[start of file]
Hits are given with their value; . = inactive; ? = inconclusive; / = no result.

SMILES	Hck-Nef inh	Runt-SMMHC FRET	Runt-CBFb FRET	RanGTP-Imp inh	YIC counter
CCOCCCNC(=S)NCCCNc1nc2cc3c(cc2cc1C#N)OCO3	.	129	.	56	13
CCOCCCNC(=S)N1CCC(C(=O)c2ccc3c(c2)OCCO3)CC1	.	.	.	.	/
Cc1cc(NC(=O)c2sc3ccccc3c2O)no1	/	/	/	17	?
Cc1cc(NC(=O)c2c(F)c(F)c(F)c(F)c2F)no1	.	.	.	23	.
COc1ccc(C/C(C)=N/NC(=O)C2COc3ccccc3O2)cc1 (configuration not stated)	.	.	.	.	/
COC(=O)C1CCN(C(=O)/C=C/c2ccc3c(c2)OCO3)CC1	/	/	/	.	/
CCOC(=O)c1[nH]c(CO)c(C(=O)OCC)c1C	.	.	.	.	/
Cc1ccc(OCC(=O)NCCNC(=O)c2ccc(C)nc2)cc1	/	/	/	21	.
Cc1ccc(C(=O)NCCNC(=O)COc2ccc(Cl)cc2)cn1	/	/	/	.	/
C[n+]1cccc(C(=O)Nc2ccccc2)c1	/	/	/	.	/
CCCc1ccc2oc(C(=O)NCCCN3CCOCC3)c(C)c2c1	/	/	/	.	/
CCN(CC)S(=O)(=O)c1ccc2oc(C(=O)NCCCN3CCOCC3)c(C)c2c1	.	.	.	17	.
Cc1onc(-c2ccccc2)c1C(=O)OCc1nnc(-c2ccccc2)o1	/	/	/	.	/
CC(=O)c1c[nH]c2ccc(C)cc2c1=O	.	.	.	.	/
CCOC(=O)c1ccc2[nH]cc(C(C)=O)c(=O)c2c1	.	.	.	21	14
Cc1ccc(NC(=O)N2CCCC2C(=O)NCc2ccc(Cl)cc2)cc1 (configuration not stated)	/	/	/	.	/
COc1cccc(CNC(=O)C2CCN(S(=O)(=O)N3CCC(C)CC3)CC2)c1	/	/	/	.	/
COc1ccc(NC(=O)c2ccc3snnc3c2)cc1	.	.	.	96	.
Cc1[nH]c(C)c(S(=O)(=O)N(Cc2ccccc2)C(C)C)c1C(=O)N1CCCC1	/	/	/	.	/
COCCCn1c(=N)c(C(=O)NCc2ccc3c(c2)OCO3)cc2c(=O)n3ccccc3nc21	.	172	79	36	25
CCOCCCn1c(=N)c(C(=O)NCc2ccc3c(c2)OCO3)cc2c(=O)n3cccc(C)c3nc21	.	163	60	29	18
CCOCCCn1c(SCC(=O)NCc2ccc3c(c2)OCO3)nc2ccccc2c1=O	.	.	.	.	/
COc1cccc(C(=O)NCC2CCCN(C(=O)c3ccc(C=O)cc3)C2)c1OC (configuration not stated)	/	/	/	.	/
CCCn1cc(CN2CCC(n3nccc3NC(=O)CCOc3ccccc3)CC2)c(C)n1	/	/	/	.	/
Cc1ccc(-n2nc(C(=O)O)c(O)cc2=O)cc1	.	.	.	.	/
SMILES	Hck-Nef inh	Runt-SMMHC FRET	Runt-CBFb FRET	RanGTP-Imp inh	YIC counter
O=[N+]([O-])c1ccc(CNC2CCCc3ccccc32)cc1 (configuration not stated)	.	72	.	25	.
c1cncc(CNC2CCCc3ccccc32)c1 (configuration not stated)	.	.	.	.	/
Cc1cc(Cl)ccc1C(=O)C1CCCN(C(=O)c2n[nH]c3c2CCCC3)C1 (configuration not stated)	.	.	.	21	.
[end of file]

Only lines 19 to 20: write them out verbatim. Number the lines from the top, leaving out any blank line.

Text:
COc1cccc(CNC(=O)C2CCN(S(=O)(=O)N3CCC(C)CC3)CC2)c1	/	/	/	.	/
COc1ccc(NC(=O)c2ccc3snnc3c2)cc1	.	.	.	96	.